|Cardiolipin externalization to the outer mitochondrial membrane acts as an elimination signal for mitophagy in neuronal cells. |
Chu, CT; Ji, J; Dagda, RK; Jiang, JF; Tyurina, YY; Kapralov, AA; Tyurin, VA; Yanamala, N; Shrivastava, IH; Mohammadyani, D; Qiang Wang, KZ; Zhu, J; Klein-Seetharaman, J; Balasubramanian, K; Amoscato, AA; Borisenko, G; Huang, Z; Gusdon, AM; Cheikhi, A; Steer, EK; Wang, R; Baty, C; Watkins, S; Bahar, I; Bayır, H; Kagan, VE
Nature cell biology
Recognition of injured mitochondria for degradation by macroautophagy is essential for cellular health, but the mechanisms remain poorly understood. Cardiolipin is an inner mitochondrial membrane phospholipid. We found that rotenone, staurosporine, 6-hydroxydopamine and other pro-mitophagy stimuli caused externalization of cardiolipin to the mitochondrial surface in primary cortical neurons and SH-SY5Y cells. RNAi knockdown of cardiolipin synthase or of phospholipid scramblase-3, which transports cardiolipin to the outer mitochondrial membrane, decreased the delivery of mitochondria to autophagosomes. Furthermore, we found that the autophagy protein microtubule-associated-protein-1 light chain 3 (LC3), which mediates both autophagosome formation and cargo recognition, contains cardiolipin-binding sites important for the engulfment of mitochondria by the autophagic system. Mutation of LC3 residues predicted as cardiolipin-interaction sites by computational modelling inhibited its participation in mitophagy. These data indicate that redistribution of cardiolipin serves as an 'eat-me' signal for the elimination of damaged mitochondria from neuronal cells.
|Adiposity, dyslipidemia, and insulin resistance in mice with targeted deletion of phospholipid scramblase 3 (PLSCR3). |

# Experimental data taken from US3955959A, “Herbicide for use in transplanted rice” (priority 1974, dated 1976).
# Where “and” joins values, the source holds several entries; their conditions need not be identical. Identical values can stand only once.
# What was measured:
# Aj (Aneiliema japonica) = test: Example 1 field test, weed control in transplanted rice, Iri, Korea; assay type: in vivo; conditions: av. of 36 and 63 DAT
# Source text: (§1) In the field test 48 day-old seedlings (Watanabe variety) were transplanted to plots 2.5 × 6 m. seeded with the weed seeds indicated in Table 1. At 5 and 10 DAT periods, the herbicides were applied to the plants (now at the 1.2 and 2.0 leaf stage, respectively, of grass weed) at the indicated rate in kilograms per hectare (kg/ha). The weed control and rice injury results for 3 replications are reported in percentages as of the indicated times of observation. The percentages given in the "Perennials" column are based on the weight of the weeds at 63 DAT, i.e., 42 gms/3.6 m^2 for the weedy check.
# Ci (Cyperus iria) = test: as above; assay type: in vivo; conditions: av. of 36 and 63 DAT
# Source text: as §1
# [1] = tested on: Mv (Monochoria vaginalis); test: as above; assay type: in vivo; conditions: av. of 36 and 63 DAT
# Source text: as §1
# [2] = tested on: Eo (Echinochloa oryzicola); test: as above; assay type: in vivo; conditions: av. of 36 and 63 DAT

Wiedmer, T; Zhao, J; Li, L; Zhou, Q; Hevener, A; Olefsky, JM; Curtiss, LK; Sims, PJ
Proceedings of the National Academy of Sciences of the United States of America
The phospholipid scramblases (PLSCR1 to PLSCR4) are a structurally and functionally unique class of proteins, which are products of a tetrad of genes conserved from Caenorhabditis elegans to humans. The best characterized member of this family, PLSCR1, is implicated in the remodeling of the transbilayer distribution of plasma membrane phospholipids but is also required for normal signaling through select growth factor receptors. Mice with targeted deletion of PLSCR1 display perinatal granulocytopenia due to defective response of hematopoietic precursors to granulocyte colony-stimulating factor and stem cell factor. To gain insight into the biologic function of another member of the PLSCR family, we investigated mice with targeted deletion of PLSCR3, a protein that like PLSCR1 is expressed in many blood cells but which, by contrast to PLSCR1, is also highly expressed in fat and muscle. PLSCR3(-/-) mice at 2 months of age displayed aberrant accumulation of abdominal fat when maintained on standard rodent chow, which was accompanied by insulin resistance, glucose intolerance, and dyslipidemia. Primary adipocytes and cultured bone-marrow-derived macrophages from PLSCR3(-/-) mice were engorged with neutral lipid, and adipocytes displayed defective responses to exogenous insulin. Plasma of PLSCR3(-/-) mice was elevated in non-high-density lipoproteins, cholesterol, triglycerides, nonesterified fatty acids, and leptin, whereas adiponectin was low. These data suggest that the expression of PLSCR3 may be required for normal adipocyte and/or macrophage maturation or function and raise the possibility that deletions or mutations affecting the PLSCR3(-/-) gene locus may contribute to the risk for lipid-related disorders in humans.